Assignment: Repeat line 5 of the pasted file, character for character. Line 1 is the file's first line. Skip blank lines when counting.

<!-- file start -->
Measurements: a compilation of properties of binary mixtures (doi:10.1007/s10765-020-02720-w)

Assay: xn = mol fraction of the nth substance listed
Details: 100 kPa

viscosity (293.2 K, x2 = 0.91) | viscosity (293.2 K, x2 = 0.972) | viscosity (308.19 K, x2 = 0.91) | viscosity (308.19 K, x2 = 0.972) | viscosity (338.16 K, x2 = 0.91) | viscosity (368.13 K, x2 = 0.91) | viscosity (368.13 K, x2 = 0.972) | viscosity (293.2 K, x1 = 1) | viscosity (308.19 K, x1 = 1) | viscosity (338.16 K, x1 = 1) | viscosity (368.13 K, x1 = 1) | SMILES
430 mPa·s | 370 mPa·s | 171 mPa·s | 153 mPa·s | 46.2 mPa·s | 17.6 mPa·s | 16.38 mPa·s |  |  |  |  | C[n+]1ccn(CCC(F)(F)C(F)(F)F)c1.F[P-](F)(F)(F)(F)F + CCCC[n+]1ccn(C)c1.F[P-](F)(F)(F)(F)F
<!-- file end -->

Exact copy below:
430 mPa·s | 370 mPa·s | 171 mPa·s | 153 mPa·s | 46.2 mPa·s | 17.6 mPa·s | 16.38 mPa·s |  |  |  |  | C[n+]1ccn(CCC(F)(F)C(F)(F)F)c1.F[P-](F)(F)(F)(F)F + CCCC[n+]1ccn(C)c1.F[P-](F)(F)(F)(F)F